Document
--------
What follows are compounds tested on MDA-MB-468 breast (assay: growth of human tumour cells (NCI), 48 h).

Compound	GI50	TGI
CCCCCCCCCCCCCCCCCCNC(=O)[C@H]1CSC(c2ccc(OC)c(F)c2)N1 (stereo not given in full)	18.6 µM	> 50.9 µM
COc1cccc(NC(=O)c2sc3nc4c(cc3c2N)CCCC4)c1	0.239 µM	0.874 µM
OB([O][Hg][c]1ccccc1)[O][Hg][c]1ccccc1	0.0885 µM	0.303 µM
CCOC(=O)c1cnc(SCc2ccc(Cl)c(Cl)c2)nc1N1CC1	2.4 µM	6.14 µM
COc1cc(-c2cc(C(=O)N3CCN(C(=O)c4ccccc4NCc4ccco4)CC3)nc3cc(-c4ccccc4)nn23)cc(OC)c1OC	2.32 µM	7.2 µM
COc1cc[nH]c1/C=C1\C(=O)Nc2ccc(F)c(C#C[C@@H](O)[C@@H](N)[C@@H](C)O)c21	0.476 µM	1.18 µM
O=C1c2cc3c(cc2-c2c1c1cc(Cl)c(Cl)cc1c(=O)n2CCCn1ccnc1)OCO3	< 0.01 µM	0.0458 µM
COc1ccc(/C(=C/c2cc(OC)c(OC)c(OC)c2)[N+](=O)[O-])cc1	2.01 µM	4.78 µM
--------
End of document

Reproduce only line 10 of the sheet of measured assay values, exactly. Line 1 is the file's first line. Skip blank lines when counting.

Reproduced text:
COc1ccc(/C(=C/c2cc(OC)c(OC)c(OC)c2)[N+](=O)[O-])cc1	2.01 µM	4.78 µM